# How do I integrate this exponential + Bessel function term?

I would like to integrate this in my research:

$\int_0^\infty s e^{i bs^2}J_0(a s)$, where a and b are both real and greater than zero. Integration by parts seems like the obvious first step, but that leaves a term like $\int_0^\infty e^{i bs^2}J_1(a s)$ , which seems even more complicated.

The topic is turbulence, and you can determine the answer on Mathematica for the definite integral (but I'd like to do it by hand).

Consider the more general integral \begin{align} I_{n} = \int_{0}^{\infty} t \, e^{-b t^{2}} \, J_{n}(a t) \, dt \end{align} for which \begin{align} I_{n} &= \sum_{k=0}^{\infty} \frac{(-1)^{k} \, \left(\frac{a}{2}\right)^{2k+n}}{k! \, \Gamma(k+n+1)} \cdot \int_{0}^{\infty} e^{- b t^{2}} \, t^{2k+n+1} \, dt \\ &= \frac{1}{2} \, \sum_{k=0}^{\infty} \frac{(-1)^{k} \, \left(\frac{a}{2}\right)^{2k+n}}{k! \, \Gamma(k+n+1)} \, \frac{\Gamma\left(k + \frac{n+2}{2}\right)}{b^{k+n/2 +1}} \\ &= \frac{\Gamma\left(\frac{n+2}{2}\right) \, (a/2)^{n}}{2 \, \Gamma(n+1) \, b^{n/2+1}} \, {}_{1}F_{1}\left(\frac{n}{2}+1; n+1; - \frac{a^{2}}{4b} \right) \\ &= \frac{\Gamma\left(\frac{n+1}{2}\right) \, \left(\frac{a}{\sqrt{b}}\right)^{n}}{2 \sqrt{\pi} \, b} \, {}_{1}F_{1}\left(\frac{n}{2}+1; n+1; - \frac{a^{2}}{4b} \right) \end{align} or \begin{align} \int_{0}^{\infty} t \, e^{-b t^{2}} \, J_{n}(a t) \, dt = \frac{\Gamma\left(\frac{n+1}{2}\right) \, \left(\frac{a}{\sqrt{b}}\right)^{n}}{2 \sqrt{\pi} \, b} \, {}_{1}F_{1}\left(\frac{n}{2}+1; n+1; - \frac{a^{2}}{4b} \right) \end{align}

When $n=0$ the reduction is \begin{align} \int_{0}^{\infty} t \, e^{-b t^{2}} \, J_{0}(a t) \, dt = \frac{1}{2 b} \, {}_{1}F_{1}\left(1; 1; - \frac{a^{2}}{4b} \right) = \frac{1}{2b} \, e^{-\frac{a^{2}}{4b}} \end{align} Now let $b \to -ib$ to obtain \begin{align} \int_{0}^{\infty} t \, e^{ib t^{2}} \, J_{0}(a t) \, dt = \frac{i}{2 b} \, e^{i\frac{a^{2}}{4b}} \end{align}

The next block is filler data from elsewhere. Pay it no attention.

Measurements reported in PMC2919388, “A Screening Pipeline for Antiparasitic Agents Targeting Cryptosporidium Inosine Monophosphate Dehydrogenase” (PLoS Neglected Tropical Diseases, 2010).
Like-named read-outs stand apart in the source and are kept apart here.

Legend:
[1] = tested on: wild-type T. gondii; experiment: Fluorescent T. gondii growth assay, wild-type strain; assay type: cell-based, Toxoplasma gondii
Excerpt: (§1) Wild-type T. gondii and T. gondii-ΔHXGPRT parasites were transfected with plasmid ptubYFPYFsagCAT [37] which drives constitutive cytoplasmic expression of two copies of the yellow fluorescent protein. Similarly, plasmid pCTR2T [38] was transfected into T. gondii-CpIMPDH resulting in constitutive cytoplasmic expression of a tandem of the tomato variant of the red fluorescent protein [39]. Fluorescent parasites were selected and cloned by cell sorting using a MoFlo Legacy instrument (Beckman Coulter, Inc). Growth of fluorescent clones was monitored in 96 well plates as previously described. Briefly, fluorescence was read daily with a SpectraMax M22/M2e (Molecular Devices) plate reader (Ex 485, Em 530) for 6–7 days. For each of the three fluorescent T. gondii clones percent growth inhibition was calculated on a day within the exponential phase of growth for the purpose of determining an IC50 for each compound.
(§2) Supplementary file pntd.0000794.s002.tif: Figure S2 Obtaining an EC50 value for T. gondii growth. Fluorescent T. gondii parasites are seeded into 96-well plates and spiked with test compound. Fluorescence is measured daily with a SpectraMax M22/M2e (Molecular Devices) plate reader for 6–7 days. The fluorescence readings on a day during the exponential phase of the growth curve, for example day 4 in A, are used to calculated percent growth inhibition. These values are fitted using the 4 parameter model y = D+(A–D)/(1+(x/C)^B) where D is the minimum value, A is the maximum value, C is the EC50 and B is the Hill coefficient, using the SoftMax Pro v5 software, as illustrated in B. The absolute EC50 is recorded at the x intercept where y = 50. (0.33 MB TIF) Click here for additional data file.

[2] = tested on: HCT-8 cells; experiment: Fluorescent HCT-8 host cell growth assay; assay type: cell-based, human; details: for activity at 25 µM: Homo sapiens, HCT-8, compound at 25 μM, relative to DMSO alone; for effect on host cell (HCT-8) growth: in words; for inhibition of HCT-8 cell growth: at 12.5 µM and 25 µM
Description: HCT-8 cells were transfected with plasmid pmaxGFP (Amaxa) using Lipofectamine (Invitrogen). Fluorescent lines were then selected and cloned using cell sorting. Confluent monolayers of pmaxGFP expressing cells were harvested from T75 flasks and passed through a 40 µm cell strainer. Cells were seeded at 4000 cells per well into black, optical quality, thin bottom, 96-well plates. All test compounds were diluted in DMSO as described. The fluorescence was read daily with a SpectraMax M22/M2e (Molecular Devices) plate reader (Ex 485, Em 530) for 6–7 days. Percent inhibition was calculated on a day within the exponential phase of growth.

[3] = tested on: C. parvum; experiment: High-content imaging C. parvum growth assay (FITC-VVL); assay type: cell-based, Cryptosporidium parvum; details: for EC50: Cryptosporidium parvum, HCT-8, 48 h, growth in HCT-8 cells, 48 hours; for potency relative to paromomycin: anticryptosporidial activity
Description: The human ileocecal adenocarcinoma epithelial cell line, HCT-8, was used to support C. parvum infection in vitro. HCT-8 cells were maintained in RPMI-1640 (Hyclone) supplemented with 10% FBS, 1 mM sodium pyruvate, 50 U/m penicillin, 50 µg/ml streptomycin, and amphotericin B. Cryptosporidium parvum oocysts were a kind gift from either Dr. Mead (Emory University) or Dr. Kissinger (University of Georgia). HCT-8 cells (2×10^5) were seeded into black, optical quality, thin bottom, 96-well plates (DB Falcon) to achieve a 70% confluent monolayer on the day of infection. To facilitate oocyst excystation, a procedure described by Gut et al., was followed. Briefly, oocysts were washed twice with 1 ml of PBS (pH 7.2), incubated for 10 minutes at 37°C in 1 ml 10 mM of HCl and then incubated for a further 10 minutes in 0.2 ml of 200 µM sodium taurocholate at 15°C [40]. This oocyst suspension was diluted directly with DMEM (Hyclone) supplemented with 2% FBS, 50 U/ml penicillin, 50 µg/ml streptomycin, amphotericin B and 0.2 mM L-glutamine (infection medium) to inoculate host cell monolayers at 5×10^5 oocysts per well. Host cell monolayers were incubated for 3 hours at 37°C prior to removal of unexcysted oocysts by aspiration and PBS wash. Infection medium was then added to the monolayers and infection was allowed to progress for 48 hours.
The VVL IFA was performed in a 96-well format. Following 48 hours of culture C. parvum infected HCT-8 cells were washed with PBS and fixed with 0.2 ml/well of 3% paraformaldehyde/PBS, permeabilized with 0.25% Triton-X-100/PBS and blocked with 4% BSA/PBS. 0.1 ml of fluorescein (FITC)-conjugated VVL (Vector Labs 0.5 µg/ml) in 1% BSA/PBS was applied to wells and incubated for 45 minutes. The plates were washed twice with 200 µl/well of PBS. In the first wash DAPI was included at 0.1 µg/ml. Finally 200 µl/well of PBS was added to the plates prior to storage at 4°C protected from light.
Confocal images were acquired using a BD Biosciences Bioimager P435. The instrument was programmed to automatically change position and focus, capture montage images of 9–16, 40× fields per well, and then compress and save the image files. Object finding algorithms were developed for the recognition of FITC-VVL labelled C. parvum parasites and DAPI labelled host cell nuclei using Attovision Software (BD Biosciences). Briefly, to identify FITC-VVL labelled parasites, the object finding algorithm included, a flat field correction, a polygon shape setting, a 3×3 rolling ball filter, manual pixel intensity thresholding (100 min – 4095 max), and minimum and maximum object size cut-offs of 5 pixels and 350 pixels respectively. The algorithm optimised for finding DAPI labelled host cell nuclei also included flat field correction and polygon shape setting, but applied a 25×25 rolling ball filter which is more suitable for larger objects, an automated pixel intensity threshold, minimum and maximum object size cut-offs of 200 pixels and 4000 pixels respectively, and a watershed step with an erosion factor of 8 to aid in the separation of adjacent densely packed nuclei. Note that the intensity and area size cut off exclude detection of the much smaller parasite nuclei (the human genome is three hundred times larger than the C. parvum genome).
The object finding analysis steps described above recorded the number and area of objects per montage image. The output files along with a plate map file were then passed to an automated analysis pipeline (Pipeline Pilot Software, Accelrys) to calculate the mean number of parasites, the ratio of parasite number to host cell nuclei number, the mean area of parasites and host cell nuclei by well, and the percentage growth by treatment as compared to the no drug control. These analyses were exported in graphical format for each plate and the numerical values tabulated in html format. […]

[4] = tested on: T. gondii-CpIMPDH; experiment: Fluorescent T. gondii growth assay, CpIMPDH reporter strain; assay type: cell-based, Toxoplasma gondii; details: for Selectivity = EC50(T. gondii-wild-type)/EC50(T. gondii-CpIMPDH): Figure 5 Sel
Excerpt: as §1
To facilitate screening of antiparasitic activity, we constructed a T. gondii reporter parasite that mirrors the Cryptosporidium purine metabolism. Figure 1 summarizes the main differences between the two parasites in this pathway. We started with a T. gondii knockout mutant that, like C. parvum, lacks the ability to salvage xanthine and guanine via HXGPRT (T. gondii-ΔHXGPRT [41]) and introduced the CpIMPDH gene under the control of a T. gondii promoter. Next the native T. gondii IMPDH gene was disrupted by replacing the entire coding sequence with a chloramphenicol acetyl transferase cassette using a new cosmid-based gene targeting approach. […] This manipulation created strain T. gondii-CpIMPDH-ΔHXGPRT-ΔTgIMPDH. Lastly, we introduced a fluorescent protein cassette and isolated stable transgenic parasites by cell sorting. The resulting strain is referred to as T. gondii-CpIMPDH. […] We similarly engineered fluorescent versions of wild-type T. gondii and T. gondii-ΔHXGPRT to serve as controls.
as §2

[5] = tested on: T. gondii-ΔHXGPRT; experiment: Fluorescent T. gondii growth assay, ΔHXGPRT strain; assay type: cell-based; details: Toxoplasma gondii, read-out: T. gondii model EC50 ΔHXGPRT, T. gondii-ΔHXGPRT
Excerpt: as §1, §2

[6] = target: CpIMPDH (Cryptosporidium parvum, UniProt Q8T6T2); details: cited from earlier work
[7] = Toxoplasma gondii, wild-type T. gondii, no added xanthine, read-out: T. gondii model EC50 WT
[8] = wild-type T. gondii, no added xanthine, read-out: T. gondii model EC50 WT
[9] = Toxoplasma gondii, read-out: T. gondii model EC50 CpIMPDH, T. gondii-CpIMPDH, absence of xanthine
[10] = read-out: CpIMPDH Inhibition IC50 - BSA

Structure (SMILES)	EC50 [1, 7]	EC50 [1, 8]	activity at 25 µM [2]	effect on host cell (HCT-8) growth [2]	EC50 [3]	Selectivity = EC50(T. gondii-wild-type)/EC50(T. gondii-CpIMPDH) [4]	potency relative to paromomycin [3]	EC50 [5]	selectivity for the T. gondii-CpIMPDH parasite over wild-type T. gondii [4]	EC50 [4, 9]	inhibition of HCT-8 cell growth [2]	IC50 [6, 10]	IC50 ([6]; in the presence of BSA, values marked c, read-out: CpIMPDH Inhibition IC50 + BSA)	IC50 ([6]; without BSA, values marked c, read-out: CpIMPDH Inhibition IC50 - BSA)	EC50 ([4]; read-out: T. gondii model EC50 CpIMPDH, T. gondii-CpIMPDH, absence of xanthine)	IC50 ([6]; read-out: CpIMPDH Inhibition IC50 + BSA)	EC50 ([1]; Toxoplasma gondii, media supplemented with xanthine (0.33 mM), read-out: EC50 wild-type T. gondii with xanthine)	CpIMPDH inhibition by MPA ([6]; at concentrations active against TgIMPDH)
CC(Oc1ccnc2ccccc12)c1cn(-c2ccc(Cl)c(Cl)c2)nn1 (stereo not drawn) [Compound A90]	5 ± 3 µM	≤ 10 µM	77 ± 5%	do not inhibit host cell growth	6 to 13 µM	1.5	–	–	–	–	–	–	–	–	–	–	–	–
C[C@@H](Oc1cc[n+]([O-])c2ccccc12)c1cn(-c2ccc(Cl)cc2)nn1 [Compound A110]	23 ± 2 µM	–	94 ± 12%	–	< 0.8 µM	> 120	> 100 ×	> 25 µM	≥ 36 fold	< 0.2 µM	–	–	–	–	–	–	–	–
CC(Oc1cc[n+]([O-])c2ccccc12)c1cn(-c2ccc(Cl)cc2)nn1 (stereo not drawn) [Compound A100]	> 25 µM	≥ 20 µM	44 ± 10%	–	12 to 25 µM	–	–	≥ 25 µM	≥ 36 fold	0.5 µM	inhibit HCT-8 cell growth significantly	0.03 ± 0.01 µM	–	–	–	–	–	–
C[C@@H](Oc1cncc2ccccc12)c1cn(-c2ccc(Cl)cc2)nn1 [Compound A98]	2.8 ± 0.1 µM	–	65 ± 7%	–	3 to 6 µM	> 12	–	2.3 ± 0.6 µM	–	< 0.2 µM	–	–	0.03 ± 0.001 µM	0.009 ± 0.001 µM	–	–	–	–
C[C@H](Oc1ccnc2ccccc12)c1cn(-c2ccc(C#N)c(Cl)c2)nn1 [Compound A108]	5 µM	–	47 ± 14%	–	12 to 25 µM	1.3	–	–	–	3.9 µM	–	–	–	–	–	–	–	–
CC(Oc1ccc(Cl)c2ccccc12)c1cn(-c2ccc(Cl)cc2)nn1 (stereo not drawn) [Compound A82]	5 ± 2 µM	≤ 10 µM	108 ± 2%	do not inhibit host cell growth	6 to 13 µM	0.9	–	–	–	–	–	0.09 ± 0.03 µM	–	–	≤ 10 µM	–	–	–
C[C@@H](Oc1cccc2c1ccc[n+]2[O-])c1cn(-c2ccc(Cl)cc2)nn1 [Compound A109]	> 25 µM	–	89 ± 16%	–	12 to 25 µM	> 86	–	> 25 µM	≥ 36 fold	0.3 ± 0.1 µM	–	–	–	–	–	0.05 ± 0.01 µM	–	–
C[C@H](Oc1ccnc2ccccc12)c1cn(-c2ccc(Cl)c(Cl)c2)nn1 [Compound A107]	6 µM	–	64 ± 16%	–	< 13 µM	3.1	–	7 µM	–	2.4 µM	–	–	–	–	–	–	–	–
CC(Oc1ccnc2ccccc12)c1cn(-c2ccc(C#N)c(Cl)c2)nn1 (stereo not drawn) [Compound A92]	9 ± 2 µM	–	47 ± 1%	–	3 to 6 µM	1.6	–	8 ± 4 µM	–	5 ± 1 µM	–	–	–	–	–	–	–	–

Hint: $$\mathcal{L}\left(J_0(a\sqrt{x})\right) = \frac{1}{t} e^{-\frac{a^2}{4t}},\tag{1}$$

$$\mathcal{L}\left(J_1(a\sqrt{x})\right) = \frac{|a|\sqrt{\pi}}{t^{3/2}}\left(I_0\left(e^{-\frac{a^2}{8t}}\right)-I_1\left(e^{-\frac{a^2}{8t}}\right)\right) e^{-\frac{a^2}{8t}}\tag{2}$$

$(1)$ just follows from writing $J_0$ as its Taylor series. The same technique applies for proving $(2)$.

So use the substitution $s=\sqrt{x}$.

• The result seems to be $i\exp(-ia^2/(4b))/(2b)$, do you get that from your calulation as well? – mickep Jun 25 '15 at 20:37
• @mickep: yes, I agree. – Jack D'Aurizio Jun 25 '15 at 20:42

Let $$f(a,b)=\int_0^{+\infty}e^{ibs^2}J_0(as)\,s\,ds.$$ Changing variable to $t=\sqrt{b}s$ gives $f(a,b)=g(a/\sqrt{b})/b$, where $$g(c)=\int_0^{+\infty}e^{it^2}tJ_0(ct)\,dt.$$ Integrating by parts, \begin{aligned} g(c)&=\bigl[e^{it^2}/(2i) J_0(ct)\bigr]_0^{+\infty}-\int_0^{+\infty} e^{it^2}/(2i)(-c J_1(ct))\,dt\\ &=-\frac{1}{2i}+\frac{1}{2i}\int_0^{+\infty}e^{it^2}cJ_1(ct)\,dt. \end{aligned} Using the fact that $cJ_1(ct)=\int_0^c \hat{c}tJ_0(\hat{c}t)\,d\hat{c}$, we get $$g(c)=-\frac{1}{2i}+\frac{1}{2i}\int_0^c \hat{c}g(\hat{c})\,d\hat{c}.$$ Now $g$ is differentiable, and $$g'(c)=\frac{1}{2i}cg(c),\quad g(0)=-\frac{1}{2i}.$$ This differential equation has solution $$g(c)=-\frac{1}{2i}e^{-ic^2/4},$$ and so $$f(a,b)=\frac{g(a/\sqrt{b})}{b}=-\frac{1}{2ib}e^{-ia^2/(4b)}.$$

Comment

It is funny that, when differentiating $g$ under the integral sign with respect to $c$, we end up with the divergent integral $$-\int_0^{+\infty}e^{it^2}t^2 J_1(ct)\,dt,$$ so one has to be a bit careful.